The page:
By Jamie McGee
Feb. 17 (Bloomberg) -- Warren Buffett, who bought a Texas- based railroad last week in his biggest takeover, ended the tradition of hosting an event for non-U.S. investors at the annual shareholders weekend of his Berkshire Hathaway Inc.
Buffett used the session in prior years to scout for acquisitions outside the U.S. He said after the 2007 meeting that he asked investors from South Africa to call him collect with ideas. He said in a 2009 interview, after prices dropped for U.S. assets, that more buying opportunities became available in his home country, and in November he struck the deal to buy Burlington Northern Santa Fe Corp. for about $27 billion.
Buffett, 79, will again field shareholders questions at Omaha, Nebraska’s Qwest Center arena for more than five hours on May 1. Last year’s meeting attracted a record 35,000 people, and shareholders asked questions through journalists who were instructed by Buffett to pick the most challenging issues. There will also be a company movie and barbecue for investors.
“Regrettably the International Shareholders Meet & Greet Reception is being discontinued due to escalating attendance and time constraints,” Omaha-based Berkshire said yesterday in an agenda for the May 1 events posted on its Web site.
Buffett has held the event for investors from outside the U.S. and Canada since at least 2004. Buffett said in a letter that year that he and Vice Chairman Charles Munger would meet separately with international shareholders.
“Every year our meeting draws many people from around the globe,” Buffett wrote. “Charlie and I want to be sure we personally meet those who have come so far.”‘Outgrown Its Original Purpose’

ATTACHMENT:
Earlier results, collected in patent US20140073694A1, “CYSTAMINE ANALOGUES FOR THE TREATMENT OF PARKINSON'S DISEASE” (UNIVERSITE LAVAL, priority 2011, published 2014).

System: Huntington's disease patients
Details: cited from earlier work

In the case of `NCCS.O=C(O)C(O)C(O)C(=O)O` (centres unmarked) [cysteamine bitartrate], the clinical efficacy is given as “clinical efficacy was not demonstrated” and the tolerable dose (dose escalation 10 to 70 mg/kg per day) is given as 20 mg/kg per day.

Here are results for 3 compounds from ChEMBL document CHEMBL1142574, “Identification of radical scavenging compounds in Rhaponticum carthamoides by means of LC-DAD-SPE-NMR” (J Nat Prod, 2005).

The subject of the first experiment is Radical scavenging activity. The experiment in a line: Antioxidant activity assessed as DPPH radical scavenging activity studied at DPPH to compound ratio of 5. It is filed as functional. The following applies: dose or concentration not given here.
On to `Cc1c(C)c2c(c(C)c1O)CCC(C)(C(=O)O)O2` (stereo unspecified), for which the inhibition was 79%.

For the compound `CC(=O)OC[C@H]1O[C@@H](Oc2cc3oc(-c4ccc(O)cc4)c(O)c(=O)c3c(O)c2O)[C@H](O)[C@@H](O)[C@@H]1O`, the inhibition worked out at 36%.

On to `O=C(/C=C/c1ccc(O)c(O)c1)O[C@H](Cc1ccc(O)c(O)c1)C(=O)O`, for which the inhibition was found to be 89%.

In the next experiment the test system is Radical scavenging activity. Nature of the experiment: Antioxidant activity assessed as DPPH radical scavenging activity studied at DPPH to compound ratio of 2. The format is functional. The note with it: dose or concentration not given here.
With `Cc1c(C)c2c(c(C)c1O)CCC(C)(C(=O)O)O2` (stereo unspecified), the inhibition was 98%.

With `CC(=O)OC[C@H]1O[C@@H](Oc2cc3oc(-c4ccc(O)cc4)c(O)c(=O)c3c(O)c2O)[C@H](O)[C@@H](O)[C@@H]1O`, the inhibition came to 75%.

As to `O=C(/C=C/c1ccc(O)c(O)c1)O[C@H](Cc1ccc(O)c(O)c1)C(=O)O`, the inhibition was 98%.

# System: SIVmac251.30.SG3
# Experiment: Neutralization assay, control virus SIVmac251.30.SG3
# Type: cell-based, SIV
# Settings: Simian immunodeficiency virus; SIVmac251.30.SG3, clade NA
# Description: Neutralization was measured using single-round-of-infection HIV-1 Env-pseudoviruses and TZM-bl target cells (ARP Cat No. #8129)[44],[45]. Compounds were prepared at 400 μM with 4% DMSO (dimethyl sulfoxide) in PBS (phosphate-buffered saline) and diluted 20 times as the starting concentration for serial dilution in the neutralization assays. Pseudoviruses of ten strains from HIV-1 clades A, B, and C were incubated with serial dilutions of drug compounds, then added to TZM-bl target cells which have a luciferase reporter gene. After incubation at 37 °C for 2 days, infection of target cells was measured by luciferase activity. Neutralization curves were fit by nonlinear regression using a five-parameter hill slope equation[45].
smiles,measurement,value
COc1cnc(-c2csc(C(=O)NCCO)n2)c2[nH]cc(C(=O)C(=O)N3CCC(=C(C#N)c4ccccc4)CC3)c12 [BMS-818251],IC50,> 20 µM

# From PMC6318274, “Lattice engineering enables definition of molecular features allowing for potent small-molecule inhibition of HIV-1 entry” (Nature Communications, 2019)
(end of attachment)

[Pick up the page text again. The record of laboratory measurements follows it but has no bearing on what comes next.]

When Buffett started the international meeting, the non- U.S. investor group was smaller, said Jeff Matthews, the author of “Pilgrimage to Warren Buffett’s Omaha” and founder of the hedge fund Ram Partners LP. “Now the amount of people who come from around the world is vast,” Matthews said. “It’s gotten to the point where it’s sort of outgrown its original purpose.”
The 2008 reception included more than 700 international investors, according to the annual report for that year. Shareholders from 43 countries applied for passes to last year’s meeting.
Buffett visited Europe in May 2008 to look for acquisition targets in a tour organized by Angelo Moratti, vice chairman of Milan-based Saras SpA, and Eitan Wertheimer, president of Israel-based Iscar Metalworking Cos., which was acquired by Berkshire in 2006 in Buffett’s first non-U.S. acquisition. He met with owners of European businesses and said there were “dozens” of companies in Italy that may be candidates to join Berkshire.
Buffett didn’t return a message left with his assistant, Carrie Kizer.
--Editors: Dan Kraut, Dan Reichl
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